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26th Sunday in Ordinary Time

26th SUNDAY IN ORDINARY TIME, CYCLE B
Numbers 11: 25-29 + Psalm 19 + James 5: 1-6 + Mark 9: 38-48
Holy Spirit Catholic Church: September 26, 2021

At the height of the American Civil War, Abraham Lincoln was invited to address
a large rally of Union forces.
The emcee who introduced the president asked him to come forward and lead
the assembly in prayer that God might be on the Union side to help win the war.
When Lincoln came up to the podium, the first thing he said was,
“Sir, I am not really concerned about whether God is on our side.
I am very concerned about whether we are on God’s side.”

In his wisdom and in his humility, President Abraham Lincoln was able to see clearly
the human propensity to claim that God is on “our side,”
so that those on the other side could be demonized or dehumanized.
That’s one of the reasons why when Lincoln formed his Cabinet he chose
a couple of his political opponents to sit on this very important advisory panel.
He needed to listen to them, too.

God is not limited to “one side” or the “other”.
The Spirit of God cannot be bottled up and controlled by one group or another.
The Spirit of the Lord works in unexpected ways through unexpected people
and does not “choose” sides.
Joshua learns this truth from Moses, and John learns the same truth from Jesus.

Joshua is upset because Eldad and Medad were prophesying without being
in the specific gathering to which Moses had invited them.
John complains to Jesus that someone who does not belong to their group
is driving out demons.
Both Joshua and John are very confident they can define the parameters
for who can speak and act in God’s name, but Moses and Jesus know better.
They understand that being on God’s side is less clear, less black and white,
than some would have us believe.

What Jesus would challenge us to do is cut out of our lives those attitudes
which cut us off from others who are different from us, not part of our group.
Jesus challenges us to remove from our lives those actions where we would use our hand
to strike out at “the other” and instead extend an ear to listen and first understand.

We may disagree with the beliefs of another person,
but we should never despise the person who holds those beliefs.
We commit to approaching others with love,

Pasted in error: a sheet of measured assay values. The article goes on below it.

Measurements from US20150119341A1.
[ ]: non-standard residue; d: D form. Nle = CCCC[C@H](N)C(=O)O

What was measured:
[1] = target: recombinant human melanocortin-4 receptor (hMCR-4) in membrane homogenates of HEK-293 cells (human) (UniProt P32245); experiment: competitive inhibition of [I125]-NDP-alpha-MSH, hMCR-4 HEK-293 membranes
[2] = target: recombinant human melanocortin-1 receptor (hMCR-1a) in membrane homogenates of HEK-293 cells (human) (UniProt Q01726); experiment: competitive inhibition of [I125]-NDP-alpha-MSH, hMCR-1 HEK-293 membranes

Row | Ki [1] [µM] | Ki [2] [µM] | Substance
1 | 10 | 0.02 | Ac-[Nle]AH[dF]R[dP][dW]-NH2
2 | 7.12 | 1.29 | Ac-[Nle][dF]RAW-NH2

attempting to identify common values based on truth.
We have to cut out labeling others as progressive or conservative
and recognize how they treat others is what matters.

Disciples of Christ are recognized
for how they serve others, especially the weakest and most vulnerable ones.
Receiving a gift of a cup of cold water from another, even such a small, simple gift,
can open our eyes to see the God-given dignity of the one giving the gift.

God’s side is always bigger than our side.
God’s side is always larger than our side.

Now it is natural and necessary to separate good from bad,
people we trust from those we do not, and making such decisions
is an important thing to do, especially for one’s children.
We use the best judgment we can to guide our lives.

But we have to acknowledge that once we have made these important choices,
grouping together all those people we deem good and trustworthy,
that the group God would draw together would be much larger than ours.

Even in the small, select group of the 12 apostles chosen by Jesus,
there was a tax collector working for Romans (Matthew),
and a zealot working to overthrow the Romans (Simon).

Jesus dies on the cross not for a certain group of “worthy” people,
but he gives his life for all people, every single person who has ever lived on this earth.
Jesus even welcomes a criminal dying next to him on a cross to be on God’s side.
Jesus even includes on “his side”, Nicodemus, a member of the Sanhedrin,
the group that condemned him to death,
and Nicodemus responds by preparing Jesus’ body for burial.

God’s side is always larger than ours, for
God sees a goodness we do not perceive.
God knows possibilities we cannot imagine.
God’s love is not limited to only those we deem worthy.

The more we are drawn into Communion with Christ Jesus,
the easier it is to see the world from his perspective.
For Christ Jesus helps us to see what His Father, who is Our Father, sees.

We are all God the Father’s children, each and every one of us made in God’s image.
We are one human family, all sharing one common home,
this earth given to us to care for and to protect.

It requires humility and courage to see the world from God’s perspective.
We have to be humble enough to know that God’s vision
is always greater than our vision.
We have to be courageous enough to make room for that vision
even if we seem foolish and hopeless naïve to others.

It is not easy to stand on God’s side.
Perhaps that is why we are tempted to believe that God stands on ours.

Fr. Joseph A. Jacobi